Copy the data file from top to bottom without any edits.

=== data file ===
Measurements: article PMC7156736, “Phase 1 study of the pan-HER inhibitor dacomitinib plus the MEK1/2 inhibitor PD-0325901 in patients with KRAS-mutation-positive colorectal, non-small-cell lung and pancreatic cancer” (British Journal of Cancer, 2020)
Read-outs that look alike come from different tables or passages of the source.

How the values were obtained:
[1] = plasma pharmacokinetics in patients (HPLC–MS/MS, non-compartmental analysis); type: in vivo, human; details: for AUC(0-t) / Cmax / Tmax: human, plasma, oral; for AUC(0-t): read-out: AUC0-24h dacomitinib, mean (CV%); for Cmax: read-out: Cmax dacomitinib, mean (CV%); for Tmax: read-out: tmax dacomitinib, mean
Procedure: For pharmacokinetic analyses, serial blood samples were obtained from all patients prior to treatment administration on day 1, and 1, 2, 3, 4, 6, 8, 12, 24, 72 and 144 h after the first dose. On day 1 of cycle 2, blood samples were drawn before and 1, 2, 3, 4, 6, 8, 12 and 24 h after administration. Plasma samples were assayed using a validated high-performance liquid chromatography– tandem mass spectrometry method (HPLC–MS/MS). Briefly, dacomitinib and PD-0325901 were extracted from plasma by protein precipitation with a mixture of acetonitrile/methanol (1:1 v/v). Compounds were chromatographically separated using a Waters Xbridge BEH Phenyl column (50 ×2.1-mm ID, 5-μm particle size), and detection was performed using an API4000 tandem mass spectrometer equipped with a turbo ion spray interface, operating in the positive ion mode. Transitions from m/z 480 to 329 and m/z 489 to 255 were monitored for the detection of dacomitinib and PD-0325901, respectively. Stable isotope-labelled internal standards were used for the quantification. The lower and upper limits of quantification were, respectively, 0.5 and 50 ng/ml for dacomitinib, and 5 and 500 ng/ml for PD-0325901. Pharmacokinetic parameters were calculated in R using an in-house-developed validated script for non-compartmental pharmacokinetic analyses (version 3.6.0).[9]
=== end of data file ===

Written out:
Measurements: article PMC7156736, “Phase 1 study of the pan-HER inhibitor dacomitinib plus the MEK1/2 inhibitor PD-0325901 in patients with KRAS-mutation-positive colorectal, non-small-cell lung and pancreatic cancer” (British Journal of Cancer, 2020)
Read-outs that look alike come from different tables or passages of the source.

How the values were obtained:
[1] = plasma pharmacokinetics in patients (HPLC–MS/MS, non-compartmental analysis); type: in vivo, human; details: for AUC(0-t) / Cmax / Tmax: human, plasma, oral; for AUC(0-t): read-out: AUC0-24h dacomitinib, mean (CV%); for Cmax: read-out: Cmax dacomitinib, mean (CV%); for Tmax: read-out: tmax dacomitinib, mean
Procedure: For pharmacokinetic analyses, serial blood samples were obtained from all patients prior to treatment administration on day 1, and 1, 2, 3, 4, 6, 8, 12, 24, 72 and 144 h after the first dose. On day 1 of cycle 2, blood samples were drawn before and 1, 2, 3, 4, 6, 8, 12 and 24 h after administration. Plasma samples were assayed using a validated high-performance liquid chromatography– tandem mass spectrometry method (HPLC–MS/MS). Briefly, dacomitinib and PD-0325901 were extracted from plasma by protein precipitation with a mixture of acetonitrile/methanol (1:1 v/v). Compounds were chromatographically separated using a Waters Xbridge BEH Phenyl column (50 ×2.1-mm ID, 5-μm particle size), and detection was performed using an API4000 tandem mass spectrometer equipped with a turbo ion spray interface, operating in the positive ion mode. Transitions from m/z 480 to 329 and m/z 489 to 255 were monitored for the detection of dacomitinib and PD-0325901, respectively. Stable isotope-labelled internal standards were used for the quantification. The lower and upper limits of quantification were, respectively, 0.5 and 50 ng/ml for dacomitinib, and 5 and 500 ng/ml for PD-0325901. Pharmacokinetic parameters were calculated in R using an in-house-developed validated script for non-compartmental pharmacokinetic analyses (version 3.6.0).[9]